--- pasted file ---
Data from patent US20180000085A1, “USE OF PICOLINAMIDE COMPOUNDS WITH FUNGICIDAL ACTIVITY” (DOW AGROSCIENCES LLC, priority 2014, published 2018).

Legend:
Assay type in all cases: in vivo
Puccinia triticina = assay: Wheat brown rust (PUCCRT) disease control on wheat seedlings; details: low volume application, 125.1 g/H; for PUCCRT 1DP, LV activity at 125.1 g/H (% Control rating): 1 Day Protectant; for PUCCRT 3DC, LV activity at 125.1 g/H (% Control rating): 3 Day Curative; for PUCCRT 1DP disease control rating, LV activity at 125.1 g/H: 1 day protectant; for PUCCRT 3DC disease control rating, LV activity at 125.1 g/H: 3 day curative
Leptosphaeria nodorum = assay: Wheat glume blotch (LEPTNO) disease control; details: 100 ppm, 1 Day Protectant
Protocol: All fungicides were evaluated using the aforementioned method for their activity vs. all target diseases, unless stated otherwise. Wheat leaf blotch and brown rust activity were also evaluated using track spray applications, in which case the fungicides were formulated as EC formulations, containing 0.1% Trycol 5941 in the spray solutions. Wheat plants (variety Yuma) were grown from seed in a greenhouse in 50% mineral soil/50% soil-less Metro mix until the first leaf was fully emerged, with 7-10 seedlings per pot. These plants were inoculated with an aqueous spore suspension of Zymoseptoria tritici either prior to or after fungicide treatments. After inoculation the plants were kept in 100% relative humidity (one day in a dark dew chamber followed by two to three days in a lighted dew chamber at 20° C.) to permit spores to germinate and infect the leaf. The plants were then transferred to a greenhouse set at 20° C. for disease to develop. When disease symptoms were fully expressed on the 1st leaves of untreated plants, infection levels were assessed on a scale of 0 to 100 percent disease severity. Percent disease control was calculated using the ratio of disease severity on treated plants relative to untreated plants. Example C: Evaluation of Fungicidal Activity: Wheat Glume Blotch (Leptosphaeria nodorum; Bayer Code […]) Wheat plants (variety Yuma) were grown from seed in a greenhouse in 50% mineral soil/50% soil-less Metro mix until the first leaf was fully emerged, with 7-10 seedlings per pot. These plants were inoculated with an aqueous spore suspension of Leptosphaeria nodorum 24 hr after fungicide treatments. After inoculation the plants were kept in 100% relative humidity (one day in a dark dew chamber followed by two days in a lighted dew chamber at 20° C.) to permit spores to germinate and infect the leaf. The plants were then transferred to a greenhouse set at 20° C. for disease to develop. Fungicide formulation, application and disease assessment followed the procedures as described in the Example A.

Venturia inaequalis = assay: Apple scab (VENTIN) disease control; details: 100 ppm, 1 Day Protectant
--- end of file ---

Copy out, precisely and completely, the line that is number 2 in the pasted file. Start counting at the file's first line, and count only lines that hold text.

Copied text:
Legend: